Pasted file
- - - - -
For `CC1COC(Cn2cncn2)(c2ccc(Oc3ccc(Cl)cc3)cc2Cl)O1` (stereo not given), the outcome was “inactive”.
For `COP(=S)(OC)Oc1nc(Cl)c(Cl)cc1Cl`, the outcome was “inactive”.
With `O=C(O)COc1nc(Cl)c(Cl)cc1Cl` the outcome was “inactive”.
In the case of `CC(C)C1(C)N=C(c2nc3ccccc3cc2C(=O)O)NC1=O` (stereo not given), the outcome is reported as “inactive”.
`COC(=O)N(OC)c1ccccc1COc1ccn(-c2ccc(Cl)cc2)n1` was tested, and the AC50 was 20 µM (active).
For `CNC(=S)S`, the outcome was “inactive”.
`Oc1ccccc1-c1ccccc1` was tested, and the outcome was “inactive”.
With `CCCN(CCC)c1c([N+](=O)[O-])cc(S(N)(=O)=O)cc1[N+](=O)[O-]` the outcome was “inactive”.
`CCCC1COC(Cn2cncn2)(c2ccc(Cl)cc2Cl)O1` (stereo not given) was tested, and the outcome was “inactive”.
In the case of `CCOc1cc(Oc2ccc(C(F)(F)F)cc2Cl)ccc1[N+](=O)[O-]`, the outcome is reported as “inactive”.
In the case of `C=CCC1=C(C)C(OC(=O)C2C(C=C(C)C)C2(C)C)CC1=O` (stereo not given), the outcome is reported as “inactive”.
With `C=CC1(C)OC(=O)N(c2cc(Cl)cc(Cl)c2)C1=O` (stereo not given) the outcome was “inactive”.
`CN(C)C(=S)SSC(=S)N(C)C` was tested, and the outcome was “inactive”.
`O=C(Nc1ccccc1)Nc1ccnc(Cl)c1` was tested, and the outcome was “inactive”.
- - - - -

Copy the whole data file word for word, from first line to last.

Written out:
For `CC1COC(Cn2cncn2)(c2ccc(Oc3ccc(Cl)cc3)cc2Cl)O1` (stereo not given), the outcome was “inactive”.
For `COP(=S)(OC)Oc1nc(Cl)c(Cl)cc1Cl`, the outcome was “inactive”.
With `O=C(O)COc1nc(Cl)c(Cl)cc1Cl` the outcome was “inactive”.
In the case of `CC(C)C1(C)N=C(c2nc3ccccc3cc2C(=O)O)NC1=O` (stereo not given), the outcome is reported as “inactive”.
`COC(=O)N(OC)c1ccccc1COc1ccn(-c2ccc(Cl)cc2)n1` was tested, and the AC50 was 20 µM (active).
For `CNC(=S)S`, the outcome was “inactive”.
`Oc1ccccc1-c1ccccc1` was tested, and the outcome was “inactive”.
With `CCCN(CCC)c1c([N+](=O)[O-])cc(S(N)(=O)=O)cc1[N+](=O)[O-]` the outcome was “inactive”.
`CCCC1COC(Cn2cncn2)(c2ccc(Cl)cc2Cl)O1` (stereo not given) was tested, and the outcome was “inactive”.
In the case of `CCOc1cc(Oc2ccc(C(F)(F)F)cc2Cl)ccc1[N+](=O)[O-]`, the outcome is reported as “inactive”.
In the case of `C=CCC1=C(C)C(OC(=O)C2C(C=C(C)C)C2(C)C)CC1=O` (stereo not given), the outcome is reported as “inactive”.
With `C=CC1(C)OC(=O)N(c2cc(Cl)cc(Cl)c2)C1=O` (stereo not given) the outcome was “inactive”.
`CN(C)C(=S)SSC(=S)N(C)C` was tested, and the outcome was “inactive”.
`O=C(Nc1ccccc1)Nc1ccnc(Cl)c1` was tested, and the outcome was “inactive”.